THERE was a victory for football fan power on Clydeside last night, when Greenock Morton FC withdrew its new strip from sale after supporter protests, writes Martin Hannan.

Fans of Greenock Morton had queued up to sign an online petition against the club’s proposed new strip for the coming season because it did not have Morton’s famous blue and white hoops.

Supporters of the Championship side – one of the oldest professional clubs in Scotland that was founded in 1874 – also threatened a boycott of the strip.

But The National can report a change of heart by Morton’s board and the new ensemble appears not to be going ahead.

The club issued a statement last night saying: “The board of directors at Greenock Morton FC would like to emphasise the fact that we are listening to you, our supporters and understand your concerns.

“As a club we are keen to improve our engagement with fans and build on the excellent community initiatives in recent years.

“We recognise in relation to the kit that we need to take this to the next level and involve supporters in the design process.

“I can assure you that we have read through all of the correspondence received over the past 24 hours and are currently formulating a plan that we believe will be pleasing for everyone. We will do our best to inform you of this progress in the next few days.”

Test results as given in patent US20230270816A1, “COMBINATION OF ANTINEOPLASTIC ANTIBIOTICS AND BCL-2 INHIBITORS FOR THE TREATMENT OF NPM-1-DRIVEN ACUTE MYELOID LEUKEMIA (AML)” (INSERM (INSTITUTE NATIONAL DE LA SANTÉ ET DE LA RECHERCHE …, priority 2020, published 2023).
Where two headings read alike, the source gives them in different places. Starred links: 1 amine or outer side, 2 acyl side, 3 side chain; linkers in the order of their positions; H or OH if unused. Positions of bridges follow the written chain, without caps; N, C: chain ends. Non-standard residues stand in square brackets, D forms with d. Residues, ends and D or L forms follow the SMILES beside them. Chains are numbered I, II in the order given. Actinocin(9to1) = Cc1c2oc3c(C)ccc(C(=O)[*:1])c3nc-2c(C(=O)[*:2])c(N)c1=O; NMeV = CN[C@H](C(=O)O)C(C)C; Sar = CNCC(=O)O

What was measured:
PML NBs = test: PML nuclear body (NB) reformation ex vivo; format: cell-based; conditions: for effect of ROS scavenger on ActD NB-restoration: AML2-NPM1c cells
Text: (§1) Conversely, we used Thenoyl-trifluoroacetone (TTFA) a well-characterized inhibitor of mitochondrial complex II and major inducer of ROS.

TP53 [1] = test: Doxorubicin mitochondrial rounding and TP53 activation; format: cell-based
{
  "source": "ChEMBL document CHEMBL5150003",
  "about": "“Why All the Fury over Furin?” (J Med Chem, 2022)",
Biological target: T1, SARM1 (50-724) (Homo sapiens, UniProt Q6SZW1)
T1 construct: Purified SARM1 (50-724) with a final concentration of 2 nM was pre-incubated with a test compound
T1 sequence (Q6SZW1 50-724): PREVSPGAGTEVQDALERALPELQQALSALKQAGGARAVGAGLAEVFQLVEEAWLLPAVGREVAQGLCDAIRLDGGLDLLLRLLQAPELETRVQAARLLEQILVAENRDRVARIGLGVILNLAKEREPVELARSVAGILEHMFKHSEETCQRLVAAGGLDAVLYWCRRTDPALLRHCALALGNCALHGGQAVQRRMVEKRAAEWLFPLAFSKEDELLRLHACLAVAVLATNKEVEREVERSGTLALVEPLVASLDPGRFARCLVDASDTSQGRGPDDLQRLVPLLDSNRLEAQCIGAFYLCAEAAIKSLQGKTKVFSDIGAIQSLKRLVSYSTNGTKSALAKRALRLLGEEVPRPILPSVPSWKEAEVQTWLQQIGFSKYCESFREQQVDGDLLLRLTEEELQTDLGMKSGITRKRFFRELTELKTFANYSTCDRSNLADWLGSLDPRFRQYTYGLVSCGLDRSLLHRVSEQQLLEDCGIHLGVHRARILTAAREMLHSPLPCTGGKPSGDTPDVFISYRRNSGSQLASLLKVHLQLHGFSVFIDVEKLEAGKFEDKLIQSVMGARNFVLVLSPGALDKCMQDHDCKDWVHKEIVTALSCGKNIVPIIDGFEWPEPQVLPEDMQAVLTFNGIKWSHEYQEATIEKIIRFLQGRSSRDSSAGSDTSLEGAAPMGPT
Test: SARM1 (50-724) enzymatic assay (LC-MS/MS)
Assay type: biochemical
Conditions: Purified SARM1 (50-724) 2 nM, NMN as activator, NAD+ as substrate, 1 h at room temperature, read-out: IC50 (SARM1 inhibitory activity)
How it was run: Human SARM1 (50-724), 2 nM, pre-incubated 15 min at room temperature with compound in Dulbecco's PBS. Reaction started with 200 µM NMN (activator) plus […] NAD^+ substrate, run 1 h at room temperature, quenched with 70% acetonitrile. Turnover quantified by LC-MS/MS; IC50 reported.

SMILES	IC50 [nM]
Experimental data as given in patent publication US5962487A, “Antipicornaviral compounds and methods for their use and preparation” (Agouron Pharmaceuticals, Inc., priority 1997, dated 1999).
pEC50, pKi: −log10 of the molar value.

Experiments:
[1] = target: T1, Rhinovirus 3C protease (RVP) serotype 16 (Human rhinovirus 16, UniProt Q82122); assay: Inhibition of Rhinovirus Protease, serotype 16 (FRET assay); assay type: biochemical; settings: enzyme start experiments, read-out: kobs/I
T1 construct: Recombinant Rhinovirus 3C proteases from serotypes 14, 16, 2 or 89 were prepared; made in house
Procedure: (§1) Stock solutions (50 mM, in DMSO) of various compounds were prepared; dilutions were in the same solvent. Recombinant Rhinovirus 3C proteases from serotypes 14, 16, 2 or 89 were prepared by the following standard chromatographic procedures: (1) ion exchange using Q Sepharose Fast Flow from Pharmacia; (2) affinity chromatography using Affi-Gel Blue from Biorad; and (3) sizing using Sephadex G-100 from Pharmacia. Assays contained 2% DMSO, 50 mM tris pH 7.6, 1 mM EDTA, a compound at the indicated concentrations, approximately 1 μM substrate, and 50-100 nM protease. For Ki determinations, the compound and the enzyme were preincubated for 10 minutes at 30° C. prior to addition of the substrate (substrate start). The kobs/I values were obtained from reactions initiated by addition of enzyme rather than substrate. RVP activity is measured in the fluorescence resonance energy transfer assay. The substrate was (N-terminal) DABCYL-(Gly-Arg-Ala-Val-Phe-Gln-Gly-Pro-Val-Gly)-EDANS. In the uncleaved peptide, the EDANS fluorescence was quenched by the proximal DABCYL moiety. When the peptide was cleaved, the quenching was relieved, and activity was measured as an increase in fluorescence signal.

The new home kit contains a solid blue element front and back with white sleeves and sides, in total contrast to the blue and white hoops which Morton players have worn at home for decades.

Within hours of the strip’s official launch at the club’s home ground of Cappielow Park, supporter Robert McCahill had launched an online petition on and by yesterday afternoon more than 530 supporters had signed it.

A letter was also sent to club chairman Douglas Rae which stated: “Bring back the hoops. This new strip breaks away from the traditions of our club, and that simply isn’t good enough. There is growing unrest among fans as we feel that we are not consulted on major issues.

“Fans are proposing to boycott this strip, which will be detrimental to club finances, but this is how strongly we feel on the issue.”

McCahill told The National: “It looks like a victory for the fans. Our traditional hooped strip is iconic and recognised the world over, and moving away from this is a backwards step by the board.”